January 14, 2012
Software For Analyzing Digital Pathology Images Proving Its Usefulness
In bladder cancer test case, new software tool developed at U-M separates malignancy from background tissue
As tissue slides are more routinely digitized to aid interpretation, a software program whose design was led by the University of Michigan Health System is proving its utility.
The findings by U-M and Rutgers University researchers were published online in Analytical Cellular Pathology ahead of print publication.
"Being able to pick out cancer from background tissue is a key test for this type of software tool," says U-M informatics fellow Jason Hipp, M.D., Ph.D., who shares lead authorship of the paper with resident Steven Christopher Smith, M.D., Ph.D. "This is the type of validation that has to happen before digital pathology tools can be widely used in a clinical setting."
To test the software's ability to identify cancer in a digital slide, a group of human pathologists first pinpointed the cancer the old fashioned way, by hand. Their work was then used as the gold standard for grading the program's results. Researchers then systematically tested which settings within the program produced the most accurate results — which can serve as a blueprint for optimizing the software to detect other types of cancer and disease.
Diagnosing cancer and other pathologies from tissue slides has always been part science and part art. Pathologists pore over samples looking for certain structural anomalies or counting microscopic features.
But different pathologists — or even the same pathologist at different times — may come to different conclusions based on a number of factors, including whether a slide is viewed at high or low magnification, or even whether the pathologist is fatigued from examining dozens of other slides that day, the researchers say.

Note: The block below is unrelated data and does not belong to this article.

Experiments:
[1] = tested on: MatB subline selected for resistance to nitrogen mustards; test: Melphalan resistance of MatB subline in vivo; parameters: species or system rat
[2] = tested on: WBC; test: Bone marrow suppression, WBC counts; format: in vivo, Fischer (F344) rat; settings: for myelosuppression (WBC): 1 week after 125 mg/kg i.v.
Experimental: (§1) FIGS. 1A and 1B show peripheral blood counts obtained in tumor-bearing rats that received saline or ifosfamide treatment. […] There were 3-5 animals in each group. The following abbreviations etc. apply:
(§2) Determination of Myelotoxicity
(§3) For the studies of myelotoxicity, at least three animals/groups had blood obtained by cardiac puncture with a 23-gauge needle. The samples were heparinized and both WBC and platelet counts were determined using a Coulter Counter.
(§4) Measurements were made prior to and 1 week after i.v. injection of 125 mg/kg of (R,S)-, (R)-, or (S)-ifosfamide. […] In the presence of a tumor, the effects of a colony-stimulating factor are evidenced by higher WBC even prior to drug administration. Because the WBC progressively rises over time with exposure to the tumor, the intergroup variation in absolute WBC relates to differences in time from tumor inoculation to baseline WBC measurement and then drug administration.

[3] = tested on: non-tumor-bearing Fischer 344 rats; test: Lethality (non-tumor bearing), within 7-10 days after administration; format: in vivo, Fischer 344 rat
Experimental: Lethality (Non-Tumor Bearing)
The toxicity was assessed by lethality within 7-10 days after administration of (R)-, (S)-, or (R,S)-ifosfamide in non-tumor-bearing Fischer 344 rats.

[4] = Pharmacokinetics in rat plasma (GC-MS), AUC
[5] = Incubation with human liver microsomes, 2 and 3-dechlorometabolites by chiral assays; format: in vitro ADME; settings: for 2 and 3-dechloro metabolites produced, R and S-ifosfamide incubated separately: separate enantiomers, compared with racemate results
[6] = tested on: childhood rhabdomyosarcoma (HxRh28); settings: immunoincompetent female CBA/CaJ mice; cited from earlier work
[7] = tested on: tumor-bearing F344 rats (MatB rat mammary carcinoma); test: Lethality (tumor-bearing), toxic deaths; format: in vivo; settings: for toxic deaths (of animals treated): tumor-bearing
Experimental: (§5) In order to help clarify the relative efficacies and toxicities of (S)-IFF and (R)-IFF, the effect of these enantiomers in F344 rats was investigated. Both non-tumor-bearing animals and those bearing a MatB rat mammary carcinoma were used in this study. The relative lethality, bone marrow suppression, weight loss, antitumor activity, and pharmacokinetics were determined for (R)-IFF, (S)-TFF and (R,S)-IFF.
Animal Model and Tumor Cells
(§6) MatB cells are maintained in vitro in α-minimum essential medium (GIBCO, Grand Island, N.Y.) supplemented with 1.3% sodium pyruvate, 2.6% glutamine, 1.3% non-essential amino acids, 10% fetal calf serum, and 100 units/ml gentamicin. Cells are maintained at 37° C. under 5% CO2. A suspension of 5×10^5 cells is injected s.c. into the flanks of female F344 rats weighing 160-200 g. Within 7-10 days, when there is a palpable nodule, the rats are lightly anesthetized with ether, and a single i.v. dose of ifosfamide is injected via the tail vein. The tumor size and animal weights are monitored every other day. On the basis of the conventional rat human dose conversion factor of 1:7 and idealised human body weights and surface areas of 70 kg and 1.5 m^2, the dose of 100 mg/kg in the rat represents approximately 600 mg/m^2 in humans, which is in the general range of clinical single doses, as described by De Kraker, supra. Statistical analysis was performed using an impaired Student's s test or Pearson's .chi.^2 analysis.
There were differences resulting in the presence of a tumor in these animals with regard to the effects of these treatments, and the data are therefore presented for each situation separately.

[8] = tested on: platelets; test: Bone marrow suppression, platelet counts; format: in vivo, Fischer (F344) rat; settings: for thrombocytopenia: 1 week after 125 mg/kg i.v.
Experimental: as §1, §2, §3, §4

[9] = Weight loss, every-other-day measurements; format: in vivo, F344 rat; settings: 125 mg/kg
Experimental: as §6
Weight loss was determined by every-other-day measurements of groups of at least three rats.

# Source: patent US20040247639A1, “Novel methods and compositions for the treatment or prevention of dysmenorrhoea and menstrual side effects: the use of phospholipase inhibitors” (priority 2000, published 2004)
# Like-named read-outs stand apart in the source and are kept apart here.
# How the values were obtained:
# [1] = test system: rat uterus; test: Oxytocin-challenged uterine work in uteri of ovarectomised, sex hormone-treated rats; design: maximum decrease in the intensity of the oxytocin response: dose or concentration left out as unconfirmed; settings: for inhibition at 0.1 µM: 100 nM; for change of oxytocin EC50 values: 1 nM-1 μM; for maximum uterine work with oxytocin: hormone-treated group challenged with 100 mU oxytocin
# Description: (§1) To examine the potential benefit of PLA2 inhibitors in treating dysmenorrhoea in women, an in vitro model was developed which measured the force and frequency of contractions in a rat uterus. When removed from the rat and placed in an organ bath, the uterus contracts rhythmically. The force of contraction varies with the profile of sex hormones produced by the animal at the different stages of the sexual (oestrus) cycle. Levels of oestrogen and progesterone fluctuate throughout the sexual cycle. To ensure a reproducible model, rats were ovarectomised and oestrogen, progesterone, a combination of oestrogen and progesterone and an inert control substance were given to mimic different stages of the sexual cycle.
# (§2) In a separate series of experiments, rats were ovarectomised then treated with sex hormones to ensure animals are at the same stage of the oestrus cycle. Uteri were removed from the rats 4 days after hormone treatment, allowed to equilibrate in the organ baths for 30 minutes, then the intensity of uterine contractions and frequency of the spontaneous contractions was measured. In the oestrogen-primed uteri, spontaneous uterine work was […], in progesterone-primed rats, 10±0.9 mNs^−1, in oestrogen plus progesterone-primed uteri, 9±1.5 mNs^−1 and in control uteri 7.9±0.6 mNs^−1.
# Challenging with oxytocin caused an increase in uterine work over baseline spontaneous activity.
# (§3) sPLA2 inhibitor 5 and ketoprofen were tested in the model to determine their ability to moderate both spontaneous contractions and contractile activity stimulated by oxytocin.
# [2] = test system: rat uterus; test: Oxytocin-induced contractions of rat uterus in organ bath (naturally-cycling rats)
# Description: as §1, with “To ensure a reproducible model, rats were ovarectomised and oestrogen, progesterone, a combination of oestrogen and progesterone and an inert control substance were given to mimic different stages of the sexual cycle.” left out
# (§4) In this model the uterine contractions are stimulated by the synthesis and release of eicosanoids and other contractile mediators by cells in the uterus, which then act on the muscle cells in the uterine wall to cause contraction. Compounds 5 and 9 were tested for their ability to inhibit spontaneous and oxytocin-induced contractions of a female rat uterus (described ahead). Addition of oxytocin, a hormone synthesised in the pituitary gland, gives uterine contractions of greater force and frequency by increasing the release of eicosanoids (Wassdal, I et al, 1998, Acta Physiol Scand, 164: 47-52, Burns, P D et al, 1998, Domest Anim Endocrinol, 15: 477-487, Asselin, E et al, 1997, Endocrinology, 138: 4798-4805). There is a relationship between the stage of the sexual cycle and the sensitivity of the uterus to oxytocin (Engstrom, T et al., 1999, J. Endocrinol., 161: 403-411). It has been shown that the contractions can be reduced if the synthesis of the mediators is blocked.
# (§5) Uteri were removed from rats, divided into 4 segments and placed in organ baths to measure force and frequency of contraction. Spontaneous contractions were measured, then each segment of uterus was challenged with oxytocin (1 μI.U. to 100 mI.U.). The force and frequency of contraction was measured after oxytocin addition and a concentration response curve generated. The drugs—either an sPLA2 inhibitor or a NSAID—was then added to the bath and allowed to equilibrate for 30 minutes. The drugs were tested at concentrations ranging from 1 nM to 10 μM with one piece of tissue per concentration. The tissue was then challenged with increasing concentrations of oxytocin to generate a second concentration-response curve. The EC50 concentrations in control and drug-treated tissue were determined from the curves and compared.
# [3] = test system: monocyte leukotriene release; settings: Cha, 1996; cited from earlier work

Digital tools like SIVQ can help pathologists to quickly, accurately and efficiently identify features on a slide with just a few clicks; to quickly calculate the area of an irregularly shaped feature; or to eliminate the slow and painstaking tallying of tiny elements.
Still, the authors stress, the program isn't intended to replace the skill and art of human pathologists, but to provide an additional resource.
"Not only do our findings show that SIVQ has the potential to be a useful tool in surgical pathologists' toolkits when optimized to aid detection of such a highly variable disease, but the case is an excellent example for how the same approach might be applied to a variety of clinical areas," says Ulysses Balis, M.D., director of the division of pathology informatics at U-M and the paper's senior author.
Balis led the software's design at U-M along with Hipp and former informatics fellow Jerome Cheng, M.D.
Unlike other pattern recognition software, SIVQ bases its matches on a set of concentric rings rather than the usual square block. This allows features to be identified no matter how they're rotated or whether they're flipped, as in a mirror.
An example of the program's flexibility was recently demonstrated by Bruce P. Levy, M.D., a research fellow in pathology at Harvard Medical School. Testing the program's utility in a forensic pathology setting, SIVQ was used to calculate the area of bullet wounds and to identify and quantify stippling, which are small scrapes surrounding some gunshot wounds that help to determine the distance from which a gun was fired.
"Being able to use software like SIVQ to analyze forensic images helps to bring the practice of forensic pathology closer to the high-tech fictional world of CSI," Levy says.
Since the computer-aided analysis of micropapillary urothelial carcinoma might contribute to patient care, the group is making all of their primary data freely available to other doctors and researchers at U-M's online digital imaging repository, www.WSIrepository.org.
This paper marks the researchers' 11th SIVQ-related publication, including two editorials. Several others are currently in progress.
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